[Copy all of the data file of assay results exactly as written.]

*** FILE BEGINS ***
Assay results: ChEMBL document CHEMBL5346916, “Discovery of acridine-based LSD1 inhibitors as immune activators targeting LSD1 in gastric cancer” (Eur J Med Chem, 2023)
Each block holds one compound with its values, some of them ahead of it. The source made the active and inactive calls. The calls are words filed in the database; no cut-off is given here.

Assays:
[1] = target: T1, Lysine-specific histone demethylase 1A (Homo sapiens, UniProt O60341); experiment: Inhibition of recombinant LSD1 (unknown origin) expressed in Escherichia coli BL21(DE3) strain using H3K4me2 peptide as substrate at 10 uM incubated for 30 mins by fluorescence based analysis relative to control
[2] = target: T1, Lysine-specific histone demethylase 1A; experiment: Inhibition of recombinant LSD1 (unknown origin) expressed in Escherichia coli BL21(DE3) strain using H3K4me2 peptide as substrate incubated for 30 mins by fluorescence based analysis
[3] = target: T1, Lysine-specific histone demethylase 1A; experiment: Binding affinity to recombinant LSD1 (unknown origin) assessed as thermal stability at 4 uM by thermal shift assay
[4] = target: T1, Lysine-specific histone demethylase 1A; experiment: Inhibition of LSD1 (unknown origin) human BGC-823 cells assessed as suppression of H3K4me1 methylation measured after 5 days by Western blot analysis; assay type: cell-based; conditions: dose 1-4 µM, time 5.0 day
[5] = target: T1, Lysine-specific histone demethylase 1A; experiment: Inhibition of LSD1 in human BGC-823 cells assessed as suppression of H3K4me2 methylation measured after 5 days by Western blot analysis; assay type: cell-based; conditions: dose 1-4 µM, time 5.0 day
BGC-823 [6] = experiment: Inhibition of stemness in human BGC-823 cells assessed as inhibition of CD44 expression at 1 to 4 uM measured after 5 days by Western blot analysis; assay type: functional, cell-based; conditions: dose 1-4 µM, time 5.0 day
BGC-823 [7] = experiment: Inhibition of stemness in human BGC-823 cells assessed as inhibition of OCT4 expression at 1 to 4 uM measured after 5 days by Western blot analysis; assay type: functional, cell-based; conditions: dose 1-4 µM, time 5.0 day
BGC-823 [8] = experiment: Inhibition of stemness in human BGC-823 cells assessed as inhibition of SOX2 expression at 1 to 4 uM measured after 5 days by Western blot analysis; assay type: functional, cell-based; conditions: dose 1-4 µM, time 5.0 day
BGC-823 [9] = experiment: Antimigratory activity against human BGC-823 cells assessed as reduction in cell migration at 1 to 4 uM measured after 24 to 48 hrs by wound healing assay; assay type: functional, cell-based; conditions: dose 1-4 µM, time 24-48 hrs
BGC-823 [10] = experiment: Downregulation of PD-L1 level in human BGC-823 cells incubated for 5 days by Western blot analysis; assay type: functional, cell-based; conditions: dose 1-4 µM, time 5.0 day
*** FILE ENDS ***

Assay results: ChEMBL document CHEMBL5346916, “Discovery of acridine-based LSD1 inhibitors as immune activators targeting LSD1 in gastric cancer” (Eur J Med Chem, 2023)
Each block holds one compound with its values, some of them ahead of it. The source made the active and inactive calls. The calls are words filed in the database; no cut-off is given here.

Assays:
[1] = target: T1, Lysine-specific histone demethylase 1A (Homo sapiens, UniProt O60341); experiment: Inhibition of recombinant LSD1 (unknown origin) expressed in Escherichia coli BL21(DE3) strain using H3K4me2 peptide as substrate at 10 uM incubated for 30 mins by fluorescence based analysis relative to control
[2] = target: T1, Lysine-specific histone demethylase 1A; experiment: Inhibition of recombinant LSD1 (unknown origin) expressed in Escherichia coli BL21(DE3) strain using H3K4me2 peptide as substrate incubated for 30 mins by fluorescence based analysis
[3] = target: T1, Lysine-specific histone demethylase 1A; experiment: Binding affinity to recombinant LSD1 (unknown origin) assessed as thermal stability at 4 uM by thermal shift assay
[4] = target: T1, Lysine-specific histone demethylase 1A; experiment: Inhibition of LSD1 (unknown origin) human BGC-823 cells assessed as suppression of H3K4me1 methylation measured after 5 days by Western blot analysis; assay type: cell-based; conditions: dose 1-4 µM, time 5.0 day
[5] = target: T1, Lysine-specific histone demethylase 1A; experiment: Inhibition of LSD1 in human BGC-823 cells assessed as suppression of H3K4me2 methylation measured after 5 days by Western blot analysis; assay type: cell-based; conditions: dose 1-4 µM, time 5.0 day
BGC-823 [6] = experiment: Inhibition of stemness in human BGC-823 cells assessed as inhibition of CD44 expression at 1 to 4 uM measured after 5 days by Western blot analysis; assay type: functional, cell-based; conditions: dose 1-4 µM, time 5.0 day
BGC-823 [7] = experiment: Inhibition of stemness in human BGC-823 cells assessed as inhibition of OCT4 expression at 1 to 4 uM measured after 5 days by Western blot analysis; assay type: functional, cell-based; conditions: dose 1-4 µM, time 5.0 day
BGC-823 [8] = experiment: Inhibition of stemness in human BGC-823 cells assessed as inhibition of SOX2 expression at 1 to 4 uM measured after 5 days by Western blot analysis; assay type: functional, cell-based; conditions: dose 1-4 µM, time 5.0 day
BGC-823 [9] = experiment: Antimigratory activity against human BGC-823 cells assessed as reduction in cell migration at 1 to 4 uM measured after 24 to 48 hrs by wound healing assay; assay type: functional, cell-based; conditions: dose 1-4 µM, time 24-48 hrs
BGC-823 [10] = experiment: Downregulation of PD-L1 level in human BGC-823 cells incubated for 5 days by Western blot analysis; assay type: functional, cell-based; conditions: dose 1-4 µM, time 5.0 day